• Art
  • Lifestyle
  • Fashion
  • Design
  • Sustainability
  • Homepage
  • Whitewall Presents
  • Whitewaller
  • Insiders

Subscribe to the Newsletter

Subscribe to the Magazine


LOEWE 2023 Salone del Mobile


LOEWE Chairs
LOEWE 2023 Salone del Mobile
Maria SharapovaMaria Sharapova


Go inside the worlds of art, fashion, design, and lifestyle.


Noah Horowitz on What to Expect at The Armory Show this Year

By Katy Donoghue

March 1, 2013

This week’s “In The Mag” is an excerpt of an interview with Noah Horowitz – executive director of The Armory Show – that appears in our forthcoming spring 2013 Art Issue. We spoke to him about the founding vision of The Armory Show, their collaboration with Liz Magic Laser, and what visitors and expect this year.

The Armory Show opens next week at Pier 92 and 94 from March 7 – 10.

WHITEWALL: The Armory Show has been going through quite a few changes since you arrived last year. What will we notice this year?
NOAH HOROWITZ: The changes we made last year were quite radical. We reduced the number of galleries on Pier 94 by 25 percent. It will be a bit smaller this year, which is part of a strategic focus for us to make The Armory more boutique, a more highly curated program. So we’ve gone back to a lot of galleries to clean up booths, bring fewer artists, and bring more curated booths. That addresses the bigger question of what it means to be a fair today and in New York City. It’s obviously very different from when the fair started. We see The Armory as a really great destination to see new things, which was always its founding vision. It’s about recouping and recovering that.

WW: This year’s Armory Artist is Liz Magic Laser. How is she representative of this new Armory Show?
Working with Liz Magic Laser has also been amazing. Liz has approached this project super-intellectually, asking questions about what it means to be a commissioned artist in a commercial art fair. She has guided that through focused groups she has created. Groups looked at what some of the visuals and the materials are that she is producing and creating for us. The commissioned artist has created the visual identity of the fair: the webiste, the catalogue, VIP cards, all the collateral. Her critical response was to open that up as a question addressed in those focused groups. It makes the whole process a performance in itself, which is totally integral into Liz’s practice, which spills over to the editions she creates to benefit the Pat Hearn and Colin de Land Cancer Foundation and MoMA.

WW: The Armory Show will also celebrate the centennial of the 1913 Armory Show, as will many other institutions this year. How will you bring that into the fair?
It’s a fake history for us in that our Armory Show is named in homage to that exhibition in the early 1900s. At the same time, it provides a lens to reimagine or ask questions about the status of the avant-garde in America today.

WW: A question that I think will be directly addressed by Eric Shiner, the director of the Any Warhol Museum, who will curate this year’s Focus section, right?
Eric is representative of a really great generation of younger directors and curators. He brings a tremendous amount of integrity and charisma. He is approaching it on an artist-by-artist basis, looking at artists all over America. Eric’s project is not afraid of introducing artists and galleries that would not appear in the conventional fair circuit and being more creative with what that Focus section means.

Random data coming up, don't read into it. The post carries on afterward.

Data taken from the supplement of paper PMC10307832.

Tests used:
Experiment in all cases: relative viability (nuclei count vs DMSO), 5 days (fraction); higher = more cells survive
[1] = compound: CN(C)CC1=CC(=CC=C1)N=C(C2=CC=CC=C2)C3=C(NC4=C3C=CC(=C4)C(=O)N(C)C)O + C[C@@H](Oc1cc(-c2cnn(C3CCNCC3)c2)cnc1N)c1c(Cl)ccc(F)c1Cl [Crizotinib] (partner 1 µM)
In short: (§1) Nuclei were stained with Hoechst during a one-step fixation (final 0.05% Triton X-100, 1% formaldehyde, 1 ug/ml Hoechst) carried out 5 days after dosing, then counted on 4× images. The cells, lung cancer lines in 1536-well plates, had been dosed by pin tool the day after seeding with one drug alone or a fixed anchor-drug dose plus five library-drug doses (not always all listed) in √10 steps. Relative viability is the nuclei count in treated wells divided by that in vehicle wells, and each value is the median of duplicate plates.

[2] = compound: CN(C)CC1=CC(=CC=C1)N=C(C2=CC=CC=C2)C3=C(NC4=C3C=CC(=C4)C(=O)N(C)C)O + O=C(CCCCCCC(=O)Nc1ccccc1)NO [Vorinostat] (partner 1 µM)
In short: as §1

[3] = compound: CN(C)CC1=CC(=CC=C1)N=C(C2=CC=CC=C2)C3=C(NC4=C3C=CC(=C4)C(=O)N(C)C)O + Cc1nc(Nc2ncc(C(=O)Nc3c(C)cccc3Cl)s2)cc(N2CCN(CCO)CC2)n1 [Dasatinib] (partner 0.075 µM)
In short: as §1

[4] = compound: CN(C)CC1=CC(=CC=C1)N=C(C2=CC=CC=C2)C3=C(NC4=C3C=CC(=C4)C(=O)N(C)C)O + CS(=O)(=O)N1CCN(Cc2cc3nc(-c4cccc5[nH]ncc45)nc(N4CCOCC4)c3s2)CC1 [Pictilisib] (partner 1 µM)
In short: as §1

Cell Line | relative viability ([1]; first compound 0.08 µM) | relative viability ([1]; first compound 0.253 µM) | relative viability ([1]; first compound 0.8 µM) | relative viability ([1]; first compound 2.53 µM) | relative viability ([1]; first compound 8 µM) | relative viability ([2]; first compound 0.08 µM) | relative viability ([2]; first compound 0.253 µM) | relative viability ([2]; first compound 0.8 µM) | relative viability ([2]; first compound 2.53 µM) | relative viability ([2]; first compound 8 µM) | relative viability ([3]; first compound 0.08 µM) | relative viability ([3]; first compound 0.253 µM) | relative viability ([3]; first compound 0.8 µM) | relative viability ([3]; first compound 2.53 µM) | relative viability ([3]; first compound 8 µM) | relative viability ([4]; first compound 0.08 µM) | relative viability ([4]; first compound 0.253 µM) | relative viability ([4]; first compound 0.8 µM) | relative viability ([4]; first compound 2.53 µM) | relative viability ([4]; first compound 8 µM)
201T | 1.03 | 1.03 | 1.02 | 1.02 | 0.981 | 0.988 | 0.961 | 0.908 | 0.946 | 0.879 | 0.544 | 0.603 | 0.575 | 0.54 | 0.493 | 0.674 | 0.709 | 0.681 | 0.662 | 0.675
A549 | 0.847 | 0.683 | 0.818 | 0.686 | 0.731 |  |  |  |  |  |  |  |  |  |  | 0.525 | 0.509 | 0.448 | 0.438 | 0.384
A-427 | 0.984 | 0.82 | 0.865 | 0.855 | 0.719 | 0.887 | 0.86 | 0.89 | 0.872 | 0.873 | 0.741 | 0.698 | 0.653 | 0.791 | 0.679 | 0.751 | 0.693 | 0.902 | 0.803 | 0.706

WW: Prior to working with The Armory Show you were the director of the online-only VIP Art Fair. What online component will the Armory Show have this year?
We’ve partnered with It’s about sales, but it’s also about making introductions. What I learned from VIP art fair is that the sales are part of it, but it’s also about getting eyeballs. So if we as an art fair can bring an added-value component to being seen and further promoting galleries we work with, that’s a strength.

WW: What is your take on collectors’ current feeling about purchasing art online?
People are warming to it more and more. There is a larger and larger willingness to pay online. At the same time at the very high end of the market it will take some time to get there, and we might not get there. The art world is fundamentally a relationship business.

WW: What is the role of a fair now versus what it was even a few years ago?
You need to think more strategically and critically about what your strengths and weaknesses are. Not all fairs are for all people so you need to pick your focus and do it well. For us it’s about becoming smaller, more focused, and a platform in New York for American and international galleries.

Noah Horowitz is the executive director of The Armory Show. Previously he served as the director of the VIP Art Fair, the first online art fair. Horowitz holds a Ph.D. from the Courtauld Institute of Art and is a member of the faculty of the Sotheby’s Institute of Art, New York. His writings and interviews on art and economics have appeared in The New York Times, The Observer,, ArtTactic, and in publications by the Serpentine Gallery, London, the Astrup Fearnley Museum of Modern Art, Oslo, and the United Kingdom’s Intellectual Property Office. Horowitz is co-editor of The Uncertain States of America Reader, published by Sternberg Press in 2006, and the author of Art of the Deal: Contemporary Art in a Global Financial Market, published by Princeton University Press in 2011.


Our ValuesContactAdvertiseTerms
© Whitewall 2020

Go inside the worlds of art, fashion, design, and lifestyle.

Subscribe to the Newsletter